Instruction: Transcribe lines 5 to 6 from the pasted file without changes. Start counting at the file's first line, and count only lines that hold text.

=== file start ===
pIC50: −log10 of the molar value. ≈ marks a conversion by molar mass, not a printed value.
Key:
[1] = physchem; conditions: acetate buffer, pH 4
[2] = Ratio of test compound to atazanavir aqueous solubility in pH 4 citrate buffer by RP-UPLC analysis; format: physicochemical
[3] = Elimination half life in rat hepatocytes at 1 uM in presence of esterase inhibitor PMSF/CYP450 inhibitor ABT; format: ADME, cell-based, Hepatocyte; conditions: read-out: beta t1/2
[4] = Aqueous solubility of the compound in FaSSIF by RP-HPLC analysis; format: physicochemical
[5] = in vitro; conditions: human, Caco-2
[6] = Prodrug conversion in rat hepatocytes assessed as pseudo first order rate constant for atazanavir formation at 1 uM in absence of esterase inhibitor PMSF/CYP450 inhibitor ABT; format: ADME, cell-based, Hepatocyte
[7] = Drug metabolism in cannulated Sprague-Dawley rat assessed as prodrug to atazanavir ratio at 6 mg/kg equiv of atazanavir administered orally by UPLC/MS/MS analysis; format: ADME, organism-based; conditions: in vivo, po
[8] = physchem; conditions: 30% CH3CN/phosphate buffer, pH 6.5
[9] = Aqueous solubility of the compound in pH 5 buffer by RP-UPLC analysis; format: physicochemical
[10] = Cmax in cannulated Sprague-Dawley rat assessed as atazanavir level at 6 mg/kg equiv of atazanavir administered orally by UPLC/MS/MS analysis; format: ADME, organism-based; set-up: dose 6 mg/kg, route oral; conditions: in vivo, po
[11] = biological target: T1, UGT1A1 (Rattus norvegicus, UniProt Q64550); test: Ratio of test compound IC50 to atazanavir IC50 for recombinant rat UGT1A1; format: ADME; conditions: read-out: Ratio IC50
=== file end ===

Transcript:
[3] = Elimination half life in rat hepatocytes at 1 uM in presence of esterase inhibitor PMSF/CYP450 inhibitor ABT; format: ADME, cell-based, Hepatocyte; conditions: read-out: beta t1/2
[4] = Aqueous solubility of the compound in FaSSIF by RP-HPLC analysis; format: physicochemical